If the combined efforts by non-governmental organisations (NGOs), communities, government and the international community to improve education in Goromonzi West are anything to go by, then these might as well be adopted as policy, considering the state alone is struggling to fill the gap in providing adequate access to education across the country.
By Tapiwa Zivira
This week, as a result of the partnership between Nhaka Foundation — an NGO — and the Japan embassy, with support from villagers in Domboshawa and facilitation by government, Govera Primary School unveiled two newly built and three renovated classroom blocks to give a fresh look to a school that previously had dilapidated and storm-damaged structures serving as classrooms.
It was through its funding partners, the Japanese embassy, that Nhaka Foundation provided building materials while villagers used their labour and skill to rebuild and renovate the school.
Speaking at the function to officially open the new classrooms, Nhaka Foundation founder and executiver director Patrick Makokoro, represented by the organisation’s board chairperson, Gerald Tsoka said they always sought opportunities that ensured that children in primary schools in the country were provided with a conducive learning environment.
“Nhaka’s approach to early childhood development (ECD) recognises that interventions are cumulative and synergistic, that the maximum benefit in one age group is derived from experiences in earlier age groups, and that interventions in one generation bring benefits to successive generations,” he said in a speech at the event.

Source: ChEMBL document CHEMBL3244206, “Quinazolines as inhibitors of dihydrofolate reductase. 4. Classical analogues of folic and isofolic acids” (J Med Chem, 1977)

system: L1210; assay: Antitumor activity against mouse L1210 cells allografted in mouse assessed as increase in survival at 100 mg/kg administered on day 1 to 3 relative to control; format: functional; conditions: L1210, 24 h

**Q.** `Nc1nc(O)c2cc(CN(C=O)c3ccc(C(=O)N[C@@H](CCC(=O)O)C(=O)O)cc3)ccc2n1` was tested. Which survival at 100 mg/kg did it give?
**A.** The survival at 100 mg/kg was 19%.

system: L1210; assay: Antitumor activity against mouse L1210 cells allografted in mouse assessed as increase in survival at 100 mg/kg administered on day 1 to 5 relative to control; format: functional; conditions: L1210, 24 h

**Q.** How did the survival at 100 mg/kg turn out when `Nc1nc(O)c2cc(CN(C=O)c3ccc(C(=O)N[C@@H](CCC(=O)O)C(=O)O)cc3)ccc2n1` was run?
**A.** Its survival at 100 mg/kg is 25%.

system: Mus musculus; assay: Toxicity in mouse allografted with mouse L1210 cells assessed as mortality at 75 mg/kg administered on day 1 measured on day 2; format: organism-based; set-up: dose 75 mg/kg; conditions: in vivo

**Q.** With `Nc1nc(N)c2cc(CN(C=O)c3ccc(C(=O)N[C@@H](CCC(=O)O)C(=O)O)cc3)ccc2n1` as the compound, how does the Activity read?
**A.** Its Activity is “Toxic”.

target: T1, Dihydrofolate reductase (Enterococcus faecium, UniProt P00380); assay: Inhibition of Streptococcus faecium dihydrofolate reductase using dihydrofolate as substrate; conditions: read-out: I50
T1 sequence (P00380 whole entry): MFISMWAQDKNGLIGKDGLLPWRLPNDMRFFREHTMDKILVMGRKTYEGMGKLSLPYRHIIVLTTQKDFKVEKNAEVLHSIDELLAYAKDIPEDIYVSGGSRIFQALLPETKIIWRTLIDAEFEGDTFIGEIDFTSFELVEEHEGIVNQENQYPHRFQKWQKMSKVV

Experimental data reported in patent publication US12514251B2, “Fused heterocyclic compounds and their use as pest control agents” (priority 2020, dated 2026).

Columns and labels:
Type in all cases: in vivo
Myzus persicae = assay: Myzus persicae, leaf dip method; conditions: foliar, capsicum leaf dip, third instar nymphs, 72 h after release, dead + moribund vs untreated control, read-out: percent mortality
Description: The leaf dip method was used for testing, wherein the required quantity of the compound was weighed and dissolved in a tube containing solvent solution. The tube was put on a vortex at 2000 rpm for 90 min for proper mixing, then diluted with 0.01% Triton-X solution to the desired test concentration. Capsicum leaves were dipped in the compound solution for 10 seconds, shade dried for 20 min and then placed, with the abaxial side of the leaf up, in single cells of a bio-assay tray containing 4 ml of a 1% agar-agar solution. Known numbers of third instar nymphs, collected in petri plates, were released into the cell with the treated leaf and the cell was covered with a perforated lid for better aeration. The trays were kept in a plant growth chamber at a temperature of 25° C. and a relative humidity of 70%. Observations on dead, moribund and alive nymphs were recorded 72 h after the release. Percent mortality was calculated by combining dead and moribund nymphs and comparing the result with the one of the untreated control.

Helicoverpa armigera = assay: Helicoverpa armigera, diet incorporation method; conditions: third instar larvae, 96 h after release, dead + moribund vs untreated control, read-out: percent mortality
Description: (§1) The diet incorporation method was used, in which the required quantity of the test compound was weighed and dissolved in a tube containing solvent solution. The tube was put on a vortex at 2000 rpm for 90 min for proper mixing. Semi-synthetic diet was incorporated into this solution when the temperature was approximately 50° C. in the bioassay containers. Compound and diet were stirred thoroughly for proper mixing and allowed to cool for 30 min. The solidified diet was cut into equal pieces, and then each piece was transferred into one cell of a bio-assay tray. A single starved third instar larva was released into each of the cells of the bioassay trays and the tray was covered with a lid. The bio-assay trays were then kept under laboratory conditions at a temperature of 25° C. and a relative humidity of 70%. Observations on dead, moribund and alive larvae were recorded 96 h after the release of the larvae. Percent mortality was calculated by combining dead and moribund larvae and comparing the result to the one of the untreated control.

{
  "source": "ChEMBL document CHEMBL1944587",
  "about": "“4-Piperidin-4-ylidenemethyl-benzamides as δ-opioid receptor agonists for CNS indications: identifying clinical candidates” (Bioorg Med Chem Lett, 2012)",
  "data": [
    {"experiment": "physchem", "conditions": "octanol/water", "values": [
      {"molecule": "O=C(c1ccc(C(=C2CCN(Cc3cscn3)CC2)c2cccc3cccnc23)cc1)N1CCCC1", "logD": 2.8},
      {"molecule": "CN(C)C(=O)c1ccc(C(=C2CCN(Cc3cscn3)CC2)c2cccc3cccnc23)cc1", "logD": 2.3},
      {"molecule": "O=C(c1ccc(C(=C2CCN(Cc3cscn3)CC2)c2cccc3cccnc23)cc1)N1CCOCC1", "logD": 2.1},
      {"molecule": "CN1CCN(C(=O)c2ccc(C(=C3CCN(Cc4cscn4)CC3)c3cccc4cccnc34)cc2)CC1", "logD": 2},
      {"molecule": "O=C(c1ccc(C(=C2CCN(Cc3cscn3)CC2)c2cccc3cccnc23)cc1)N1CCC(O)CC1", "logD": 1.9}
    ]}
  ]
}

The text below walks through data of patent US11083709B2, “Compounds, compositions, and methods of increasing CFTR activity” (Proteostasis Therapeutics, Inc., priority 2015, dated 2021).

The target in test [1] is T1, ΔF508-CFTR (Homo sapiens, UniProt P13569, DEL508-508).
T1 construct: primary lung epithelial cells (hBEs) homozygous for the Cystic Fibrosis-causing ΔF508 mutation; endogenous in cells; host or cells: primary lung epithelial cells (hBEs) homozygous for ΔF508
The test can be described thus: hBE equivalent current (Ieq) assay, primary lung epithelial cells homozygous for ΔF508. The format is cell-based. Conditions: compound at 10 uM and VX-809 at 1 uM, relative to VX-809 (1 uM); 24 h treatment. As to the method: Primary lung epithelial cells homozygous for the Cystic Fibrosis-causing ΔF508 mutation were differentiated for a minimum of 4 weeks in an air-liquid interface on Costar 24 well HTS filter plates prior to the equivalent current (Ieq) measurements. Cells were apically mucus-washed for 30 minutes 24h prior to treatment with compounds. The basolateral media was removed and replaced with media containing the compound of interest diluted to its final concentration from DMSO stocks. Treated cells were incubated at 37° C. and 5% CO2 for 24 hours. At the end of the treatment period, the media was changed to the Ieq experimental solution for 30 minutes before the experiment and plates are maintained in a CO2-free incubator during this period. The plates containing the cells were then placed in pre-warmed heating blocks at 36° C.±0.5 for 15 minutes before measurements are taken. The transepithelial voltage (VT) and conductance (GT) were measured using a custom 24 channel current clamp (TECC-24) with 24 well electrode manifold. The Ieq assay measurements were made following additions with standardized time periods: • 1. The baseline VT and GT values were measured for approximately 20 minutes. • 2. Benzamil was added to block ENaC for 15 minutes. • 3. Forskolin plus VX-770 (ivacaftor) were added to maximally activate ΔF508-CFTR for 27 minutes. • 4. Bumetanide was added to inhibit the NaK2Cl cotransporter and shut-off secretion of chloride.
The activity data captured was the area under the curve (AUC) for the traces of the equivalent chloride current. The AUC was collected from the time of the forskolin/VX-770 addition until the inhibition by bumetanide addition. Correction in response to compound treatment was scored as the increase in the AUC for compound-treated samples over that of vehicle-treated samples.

In addition to the intervention at Govera Primary School, Nhaka Foundation has also assisted in the building of ECD classroom blocks at Kachuta and Munyawiri primary schools.
The organisation also provides food for children in ECD as part of efforts to complement the Education ministry’s school feeding programme.
The event was attended by government officials, local leaders and villagers who all expressed gratitude at the efforts to improve education in the area.
One of the locals, Leroy Murape, who is also building a school in Domboshawa, said he was going to add on to the efforts to improve the quality of education by donating books under the Aussie Books for Zim initiative, which he runs with co-founder, Alfred Chidembo who is based in Australia.
So far, the two have partnered to source books from Australia, and in April they donated 5 000 books to Mavhurazi Primary School in Mudzi.